What is so disconcerting about this is not simply the fact that these detractors have chosen willful ignorance over informed engagement about this book, but that this is happening at one of the leading evangelical seminaries in the country.  And we wonder why people call evangelicals narrow-minded?

This doctrine of ignorance worries me on a variety of levels.  On a theological level I am concerned because one of the things that Scripture tells us is that when we are saved through Christ we become one body, brothers and sisters in God’s family.  However, when Christians begin to judge and deride a fellow believer, as some of my classmates have done to Bell, based on second-hand opinions and conjecture they betray the unity of Christ.  They have turned upon a fellow sibling.  While there might be reason to correct some of Bell’s assertions and challenge his point of view, this should always be done out of a sense of humility and love for our brother or sister in Christ.

On an intellectual level I am worried because of how illogical this posture of willful ignorance is.  One of the great criticisms of Christian faith is just how unreasonable and unintelligent it is as a tradition.  By refusing to intelligently engage with those with whom we disagree we simply add more ammunition to this charge.  Furthermore, there is something to be said for being teachable and open to learning new ideas or refining old ones.  When we choose to avoid ideas or arguments that we might disagree with, we close ourselves off to this possibility.  I have found that it is when I am most challenged that I have found true reasons for faith.  In addition, these moments of disagreement have often been the doorway to true evangelism with those who have intellectual problems or objections to faith.

Finally, on a pastoral level, this doctrine of ignorance hobbles the growth of our congregations.  When we model an attitude of narrow-mindedness and fail to engage with the diverse religious and philosophical perspectives that are present in our world we do a disservice to those entrusted to our care.  For those believers in the pews, we teach them that it is acceptable to have blind faith and fail to equip them for the real challenges to belief in God which they encounter beyond the walls of our church buildings.  To the unconvinced we fail to minister to their deepest questions and objections to faith because we have shut the door to open conversation.  We also present a picture of the “mature” Christian as a person who ignores, attacks, or shuts down those with whom he or she disagrees.  Such a picture hardly points to the image of Christ, who was never afraid to engage, relate to, speak with, and even debate those with whom he disagreed.  May we live up to our calling as Christians by embracing challenges with faith, intelligence, and humility, for this brings glory to God.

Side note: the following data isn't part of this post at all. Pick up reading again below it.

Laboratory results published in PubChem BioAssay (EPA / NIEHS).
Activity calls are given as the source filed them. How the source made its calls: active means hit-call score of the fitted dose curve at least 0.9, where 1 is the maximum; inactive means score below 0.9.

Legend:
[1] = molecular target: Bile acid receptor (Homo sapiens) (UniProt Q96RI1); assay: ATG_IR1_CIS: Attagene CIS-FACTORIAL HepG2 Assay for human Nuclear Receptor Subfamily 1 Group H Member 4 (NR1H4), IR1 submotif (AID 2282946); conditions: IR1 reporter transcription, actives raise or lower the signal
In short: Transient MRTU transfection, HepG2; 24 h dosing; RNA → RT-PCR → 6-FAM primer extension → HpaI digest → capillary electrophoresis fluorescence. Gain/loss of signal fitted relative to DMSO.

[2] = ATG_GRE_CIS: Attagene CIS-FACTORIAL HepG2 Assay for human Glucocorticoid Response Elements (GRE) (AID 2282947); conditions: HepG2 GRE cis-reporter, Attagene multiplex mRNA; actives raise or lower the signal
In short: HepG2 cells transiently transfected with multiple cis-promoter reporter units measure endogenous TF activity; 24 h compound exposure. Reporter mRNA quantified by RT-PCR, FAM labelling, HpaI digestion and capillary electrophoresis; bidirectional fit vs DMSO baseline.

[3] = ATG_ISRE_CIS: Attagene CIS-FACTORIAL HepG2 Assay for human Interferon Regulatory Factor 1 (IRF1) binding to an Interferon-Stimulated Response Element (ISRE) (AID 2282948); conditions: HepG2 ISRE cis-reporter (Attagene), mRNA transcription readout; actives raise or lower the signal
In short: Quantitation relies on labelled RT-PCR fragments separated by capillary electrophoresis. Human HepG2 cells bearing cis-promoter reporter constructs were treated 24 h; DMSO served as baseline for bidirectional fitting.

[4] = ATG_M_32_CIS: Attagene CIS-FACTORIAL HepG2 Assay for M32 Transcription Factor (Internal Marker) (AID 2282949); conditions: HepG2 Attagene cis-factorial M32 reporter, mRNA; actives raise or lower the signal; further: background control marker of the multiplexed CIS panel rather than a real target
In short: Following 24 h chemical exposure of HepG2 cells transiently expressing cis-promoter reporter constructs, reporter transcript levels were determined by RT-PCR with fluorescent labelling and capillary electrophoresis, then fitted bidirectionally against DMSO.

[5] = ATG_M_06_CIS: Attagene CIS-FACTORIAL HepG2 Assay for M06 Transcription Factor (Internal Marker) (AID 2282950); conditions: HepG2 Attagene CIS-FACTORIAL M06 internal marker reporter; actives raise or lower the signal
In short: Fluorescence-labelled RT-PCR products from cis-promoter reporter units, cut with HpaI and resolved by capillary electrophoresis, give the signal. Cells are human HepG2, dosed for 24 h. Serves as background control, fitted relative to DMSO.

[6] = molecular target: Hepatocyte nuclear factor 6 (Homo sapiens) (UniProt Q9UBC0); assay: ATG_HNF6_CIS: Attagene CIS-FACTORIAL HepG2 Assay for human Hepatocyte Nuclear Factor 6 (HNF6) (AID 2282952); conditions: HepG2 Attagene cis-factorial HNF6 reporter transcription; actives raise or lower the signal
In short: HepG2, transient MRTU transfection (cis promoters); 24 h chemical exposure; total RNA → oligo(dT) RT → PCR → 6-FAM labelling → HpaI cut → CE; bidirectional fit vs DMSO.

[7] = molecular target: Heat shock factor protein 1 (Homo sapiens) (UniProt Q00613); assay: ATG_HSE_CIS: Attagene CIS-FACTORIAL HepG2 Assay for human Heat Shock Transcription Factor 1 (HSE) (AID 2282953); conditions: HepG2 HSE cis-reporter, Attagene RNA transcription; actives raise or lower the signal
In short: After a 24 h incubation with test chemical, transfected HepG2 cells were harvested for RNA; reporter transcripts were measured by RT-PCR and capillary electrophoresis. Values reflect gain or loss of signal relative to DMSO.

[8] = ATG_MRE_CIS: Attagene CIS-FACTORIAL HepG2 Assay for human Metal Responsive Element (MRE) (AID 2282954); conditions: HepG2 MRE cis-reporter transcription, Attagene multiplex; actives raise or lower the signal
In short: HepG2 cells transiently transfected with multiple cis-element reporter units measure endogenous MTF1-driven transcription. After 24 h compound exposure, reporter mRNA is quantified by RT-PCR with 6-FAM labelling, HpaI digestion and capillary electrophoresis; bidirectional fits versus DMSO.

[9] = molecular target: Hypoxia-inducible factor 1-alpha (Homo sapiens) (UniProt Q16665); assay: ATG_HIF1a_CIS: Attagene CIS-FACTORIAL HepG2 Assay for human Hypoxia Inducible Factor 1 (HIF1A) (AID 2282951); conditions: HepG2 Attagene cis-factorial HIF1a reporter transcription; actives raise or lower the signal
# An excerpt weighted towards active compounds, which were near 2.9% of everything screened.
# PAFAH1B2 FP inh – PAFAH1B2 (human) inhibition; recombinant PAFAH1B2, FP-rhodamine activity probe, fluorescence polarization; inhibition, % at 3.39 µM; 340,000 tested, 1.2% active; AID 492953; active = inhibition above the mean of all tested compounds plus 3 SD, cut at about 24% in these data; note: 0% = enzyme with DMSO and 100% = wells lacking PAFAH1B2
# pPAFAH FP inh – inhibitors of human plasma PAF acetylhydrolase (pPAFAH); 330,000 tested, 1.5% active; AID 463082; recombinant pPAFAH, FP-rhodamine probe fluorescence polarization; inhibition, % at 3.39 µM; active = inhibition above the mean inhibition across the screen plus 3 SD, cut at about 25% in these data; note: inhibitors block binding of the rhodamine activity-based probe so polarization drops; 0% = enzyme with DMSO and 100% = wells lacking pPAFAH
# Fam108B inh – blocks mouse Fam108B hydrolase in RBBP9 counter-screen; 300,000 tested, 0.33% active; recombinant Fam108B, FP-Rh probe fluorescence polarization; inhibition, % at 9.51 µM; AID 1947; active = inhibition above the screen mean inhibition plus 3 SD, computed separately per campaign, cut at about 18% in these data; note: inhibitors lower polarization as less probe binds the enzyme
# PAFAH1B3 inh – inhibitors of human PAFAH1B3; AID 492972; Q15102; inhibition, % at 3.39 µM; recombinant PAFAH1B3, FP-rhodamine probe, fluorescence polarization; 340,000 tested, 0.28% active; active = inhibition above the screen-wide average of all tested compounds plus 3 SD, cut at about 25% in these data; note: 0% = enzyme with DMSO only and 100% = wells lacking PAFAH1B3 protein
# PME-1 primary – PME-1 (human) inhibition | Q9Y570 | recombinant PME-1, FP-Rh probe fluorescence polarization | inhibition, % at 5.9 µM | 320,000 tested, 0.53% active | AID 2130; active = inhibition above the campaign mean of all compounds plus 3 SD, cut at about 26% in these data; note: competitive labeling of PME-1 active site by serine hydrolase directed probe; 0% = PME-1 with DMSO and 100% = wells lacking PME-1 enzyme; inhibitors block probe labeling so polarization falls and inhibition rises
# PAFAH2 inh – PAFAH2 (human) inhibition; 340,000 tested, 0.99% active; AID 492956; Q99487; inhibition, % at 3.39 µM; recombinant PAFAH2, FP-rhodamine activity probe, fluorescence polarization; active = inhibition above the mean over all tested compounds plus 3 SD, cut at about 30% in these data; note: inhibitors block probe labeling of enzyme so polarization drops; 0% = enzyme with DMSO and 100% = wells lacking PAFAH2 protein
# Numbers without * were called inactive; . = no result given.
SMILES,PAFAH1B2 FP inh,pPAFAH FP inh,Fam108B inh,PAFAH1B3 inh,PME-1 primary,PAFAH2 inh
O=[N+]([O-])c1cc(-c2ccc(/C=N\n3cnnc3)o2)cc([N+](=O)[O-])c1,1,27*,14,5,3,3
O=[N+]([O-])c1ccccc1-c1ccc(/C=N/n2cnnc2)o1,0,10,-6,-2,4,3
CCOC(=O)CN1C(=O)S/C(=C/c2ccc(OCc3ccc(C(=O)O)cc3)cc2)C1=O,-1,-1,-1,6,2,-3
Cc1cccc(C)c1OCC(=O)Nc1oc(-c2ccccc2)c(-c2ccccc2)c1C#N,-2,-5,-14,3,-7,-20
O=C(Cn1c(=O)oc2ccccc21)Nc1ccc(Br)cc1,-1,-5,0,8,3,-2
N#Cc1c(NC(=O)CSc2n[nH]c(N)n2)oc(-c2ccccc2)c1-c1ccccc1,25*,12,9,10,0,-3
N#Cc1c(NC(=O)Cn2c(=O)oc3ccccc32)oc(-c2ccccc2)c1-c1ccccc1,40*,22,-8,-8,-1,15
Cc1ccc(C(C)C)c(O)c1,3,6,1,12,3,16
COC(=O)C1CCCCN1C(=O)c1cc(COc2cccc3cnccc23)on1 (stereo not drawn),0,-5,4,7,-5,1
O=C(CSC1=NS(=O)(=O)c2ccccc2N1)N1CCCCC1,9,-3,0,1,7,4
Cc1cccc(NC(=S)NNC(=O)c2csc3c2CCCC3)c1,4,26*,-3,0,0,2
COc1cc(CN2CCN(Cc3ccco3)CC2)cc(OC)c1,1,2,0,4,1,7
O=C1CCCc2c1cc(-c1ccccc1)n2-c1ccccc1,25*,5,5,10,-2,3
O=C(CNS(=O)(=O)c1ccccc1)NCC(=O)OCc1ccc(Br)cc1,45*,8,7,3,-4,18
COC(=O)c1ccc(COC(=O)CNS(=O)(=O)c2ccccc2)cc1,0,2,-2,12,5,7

So what did I think of “Love Wins”?  I’m not going to tell you.  Rather, I would encourage you to go out and read it for yourself.  My hope is that you will engage with it critically, wrestle with it honestly, and walk away with a much deeper and more reflective faith than you had before.  This is what it means to pursue discipleship of the mind and in doing so my hope is that you will overturn the doctrines of ignorance that continue to prevail in our world.